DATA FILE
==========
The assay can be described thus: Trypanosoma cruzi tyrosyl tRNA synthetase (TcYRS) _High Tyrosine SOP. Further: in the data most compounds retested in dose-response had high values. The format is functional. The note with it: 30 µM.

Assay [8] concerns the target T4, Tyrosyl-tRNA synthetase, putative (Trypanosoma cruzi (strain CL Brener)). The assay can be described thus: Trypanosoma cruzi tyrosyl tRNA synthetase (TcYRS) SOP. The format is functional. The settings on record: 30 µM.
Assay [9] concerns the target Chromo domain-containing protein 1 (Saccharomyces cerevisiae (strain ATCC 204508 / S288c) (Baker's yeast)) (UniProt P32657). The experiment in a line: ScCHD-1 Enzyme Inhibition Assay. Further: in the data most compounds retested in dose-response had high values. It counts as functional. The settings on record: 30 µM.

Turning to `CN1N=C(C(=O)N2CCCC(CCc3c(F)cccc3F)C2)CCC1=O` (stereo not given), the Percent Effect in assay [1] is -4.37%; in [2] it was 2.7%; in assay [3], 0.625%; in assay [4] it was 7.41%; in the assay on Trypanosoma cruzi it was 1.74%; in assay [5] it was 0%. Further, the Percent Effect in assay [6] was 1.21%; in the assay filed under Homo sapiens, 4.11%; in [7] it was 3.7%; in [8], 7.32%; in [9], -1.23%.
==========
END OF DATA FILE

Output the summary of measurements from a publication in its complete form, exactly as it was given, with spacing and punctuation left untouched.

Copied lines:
The assay can be described thus: Trypanosoma cruzi tyrosyl tRNA synthetase (TcYRS) _High Tyrosine SOP. Further: in the data most compounds retested in dose-response had high values. The format is functional. The note with it: 30 µM.

Assay [8] concerns the target T4, Tyrosyl-tRNA synthetase, putative (Trypanosoma cruzi (strain CL Brener)). The assay can be described thus: Trypanosoma cruzi tyrosyl tRNA synthetase (TcYRS) SOP. The format is functional. The settings on record: 30 µM.
Assay [9] concerns the target Chromo domain-containing protein 1 (Saccharomyces cerevisiae (strain ATCC 204508 / S288c) (Baker's yeast)) (UniProt P32657). The experiment in a line: ScCHD-1 Enzyme Inhibition Assay. Further: in the data most compounds retested in dose-response had high values. It counts as functional. The settings on record: 30 µM.

Turning to `CN1N=C(C(=O)N2CCCC(CCc3c(F)cccc3F)C2)CCC1=O` (stereo not given), the Percent Effect in assay [1] is -4.37%; in [2] it was 2.7%; in assay [3], 0.625%; in assay [4] it was 7.41%; in the assay on Trypanosoma cruzi it was 1.74%; in assay [5] it was 0%. Further, the Percent Effect in assay [6] was 1.21%; in the assay filed under Homo sapiens, 4.11%; in [7] it was 3.7%; in [8], 7.32%; in [9], -1.23%.